Erb Navy Review

The Enlisted Retention Board (ERB) is a panel that reviews Sailors’ records to determine their continued eligibility to serve in the Navy. These records reflect the Sailor’s performance and fitness for service. In addition to this, the ERB will review the Sailor’s eligibility for Transition services.

Phase II of the Enlisted Retention Board (ERB) to review eligible Sailors

In its first phase, the Navy’s Enlisted Retention Board (ERB) reviewed the records of over 7,700 Sailors to determine which are most likely to be retained. This phase will continue until the end of September, with Phase II (for E6-E8) set to convene sometime later this month.

The Enlisted Retention Board (ERB) was created to reduce over manning in the Navy’s 31 ratings and help meet the end-strength goals mandated by Congress. The ERB process was designed to be completed in two phases, each lasting about four weeks. Phase one evaluated the records of approximately 16,000 Sailors who are E-4 and E-5 pay grades, while Phase two focuses on Sailors with more than 15 years of service.

The ERB is comprised of an officer and master chief, as well as a flag officer. Commanding officers will receive the results of the review in BUPERS Online and will have seven days to counsel Sailors not selected for retention. After the review is complete, those Sailors who were not chosen for retention must transfer to the fleet reserve or retire by Sept. 30, 2012.

OMPF records reflect a member’s fitness for service, performance, and entitlements

OMPF records contain a member’s history and details of his or her fitness for service, performance, and entitlements. These documents are kept by the Navy Personnel Command. They are electronically submitted when a member leaves the service, re-enlists, or retires. OMPF also maintains the Permanent Personnel Record (PERS-313). It is important to review both documents together and make sure the information contained in both documents is accurate. If there are discrepancies, personnel support representatives will be able to make any necessary corrections.

OMPF records are maintained in the Electronic Military Personnel Record System (EMPRS). OMPFs contain documents relating to a member’s fitness for service, health, and performance. These records are important to a member’s career and are used for selection and review boards. The files also include a member’s personal documents.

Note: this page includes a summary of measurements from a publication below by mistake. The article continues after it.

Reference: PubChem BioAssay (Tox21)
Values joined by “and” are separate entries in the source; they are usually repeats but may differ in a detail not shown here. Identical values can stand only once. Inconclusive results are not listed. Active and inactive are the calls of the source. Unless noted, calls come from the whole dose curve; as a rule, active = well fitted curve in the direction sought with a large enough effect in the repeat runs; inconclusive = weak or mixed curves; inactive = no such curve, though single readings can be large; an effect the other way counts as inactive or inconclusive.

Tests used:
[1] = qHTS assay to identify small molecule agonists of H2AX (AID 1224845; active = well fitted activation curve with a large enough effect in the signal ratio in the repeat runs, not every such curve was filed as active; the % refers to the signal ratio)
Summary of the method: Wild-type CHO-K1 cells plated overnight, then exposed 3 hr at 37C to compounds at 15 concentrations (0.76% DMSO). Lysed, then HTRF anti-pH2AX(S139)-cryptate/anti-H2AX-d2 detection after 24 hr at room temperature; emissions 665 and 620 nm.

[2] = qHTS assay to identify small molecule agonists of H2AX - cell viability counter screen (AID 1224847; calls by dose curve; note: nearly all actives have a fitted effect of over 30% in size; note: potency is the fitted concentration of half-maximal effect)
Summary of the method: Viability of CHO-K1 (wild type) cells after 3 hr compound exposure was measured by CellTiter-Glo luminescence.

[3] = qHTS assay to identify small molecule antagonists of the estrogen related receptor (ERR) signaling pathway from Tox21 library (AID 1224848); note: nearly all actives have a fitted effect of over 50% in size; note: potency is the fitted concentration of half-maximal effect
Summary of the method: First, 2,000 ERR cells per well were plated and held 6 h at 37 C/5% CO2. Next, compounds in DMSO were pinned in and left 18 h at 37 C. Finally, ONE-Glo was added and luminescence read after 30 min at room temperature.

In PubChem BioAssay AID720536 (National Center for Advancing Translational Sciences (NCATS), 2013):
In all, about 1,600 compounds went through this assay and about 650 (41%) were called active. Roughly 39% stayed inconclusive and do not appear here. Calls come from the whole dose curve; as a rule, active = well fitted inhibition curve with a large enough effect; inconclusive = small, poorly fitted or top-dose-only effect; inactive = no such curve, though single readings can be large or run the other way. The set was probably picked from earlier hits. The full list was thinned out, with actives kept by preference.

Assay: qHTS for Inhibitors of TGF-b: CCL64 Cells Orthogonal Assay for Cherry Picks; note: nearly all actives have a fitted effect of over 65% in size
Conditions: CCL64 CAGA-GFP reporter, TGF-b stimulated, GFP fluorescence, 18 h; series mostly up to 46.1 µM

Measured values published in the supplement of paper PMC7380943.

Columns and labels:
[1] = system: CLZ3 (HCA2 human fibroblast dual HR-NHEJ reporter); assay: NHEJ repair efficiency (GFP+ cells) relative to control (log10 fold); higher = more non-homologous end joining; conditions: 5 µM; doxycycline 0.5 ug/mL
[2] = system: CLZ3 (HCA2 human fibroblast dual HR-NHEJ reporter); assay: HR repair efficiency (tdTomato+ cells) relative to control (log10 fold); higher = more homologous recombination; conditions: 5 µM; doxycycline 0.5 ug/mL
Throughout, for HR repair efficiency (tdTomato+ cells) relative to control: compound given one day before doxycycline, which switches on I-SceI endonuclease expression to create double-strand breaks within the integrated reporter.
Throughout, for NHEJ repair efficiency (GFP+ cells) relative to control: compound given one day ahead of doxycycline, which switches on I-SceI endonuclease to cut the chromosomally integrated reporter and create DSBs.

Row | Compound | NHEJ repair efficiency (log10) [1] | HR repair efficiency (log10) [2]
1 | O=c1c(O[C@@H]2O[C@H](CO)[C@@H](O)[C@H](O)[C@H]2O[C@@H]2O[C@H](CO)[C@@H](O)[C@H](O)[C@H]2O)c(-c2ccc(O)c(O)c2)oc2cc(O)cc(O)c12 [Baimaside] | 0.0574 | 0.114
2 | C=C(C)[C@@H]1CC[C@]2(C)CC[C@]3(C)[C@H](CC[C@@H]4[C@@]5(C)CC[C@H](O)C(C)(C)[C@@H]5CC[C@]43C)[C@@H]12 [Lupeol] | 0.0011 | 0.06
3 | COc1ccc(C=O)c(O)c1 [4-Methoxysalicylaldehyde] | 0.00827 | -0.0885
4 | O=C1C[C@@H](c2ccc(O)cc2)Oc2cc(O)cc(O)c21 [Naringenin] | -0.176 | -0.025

OMPF records also contain administrative actions and personal information. OMPFs contain start dates, which are dates when the Military Services began scanning the records. If a member’s discharge date is close to the start date, the records may not be available online. Veterans should contact the National Personnel Records Center to view their records.

OMPF records reflect a Sailor’s fitness for service, performance, and entitlements

An OMPF record is a permanent document containing information about a Sailor’s performance, fitness for service, and entitlements. It is used by selection boards to evaluate potential candidates for different roles and to maintain information on an individual’s career. These documents may also contain information about a Sailor’s qualifications and training.

OMPF records are maintained by the Department of Defense to ensure that Sailors are fit for service and perform well in their respective jobs. This means that the newest NAVPERS 1070/602 records must be accurate. Additionally, all Sailors must verify data on their dependency data panels and emergency contacts.

The CPO Selection Board can view information from field codes 30 – 38 of the OMPF, as well as the Soldier’s Letter to the Selection Board. However, they cannot access NSIPS or PRIMS.

Transition services for affected Sailors

The Erb Navy separation has left Sailors with questions about their future. The Navy contracted a firm to provide comprehensive transition services for affected Sailors. One of those services is resume assistance. The firm has helped more than 1,300 Sailors find a new career.

Navy leadership must actively be involved in the transition process. It must provide guidance, time, and opportunities for the affected Sailors to make the transition as smooth and stress-free as possible. The Navy leadership at JB MDL is committed to providing seamless transition services to all affected Sailors.

The Navy Personnel Command has enhanced outreach to affected Sailors through the Shipmates to Workmates initiative and other means. Navy personnel officers and civilian staff members have visited ERB concentration areas and met with ERB Sailors and their families. The goal is to help ERB Sailors transition into civilian life and to maximize their potential for success.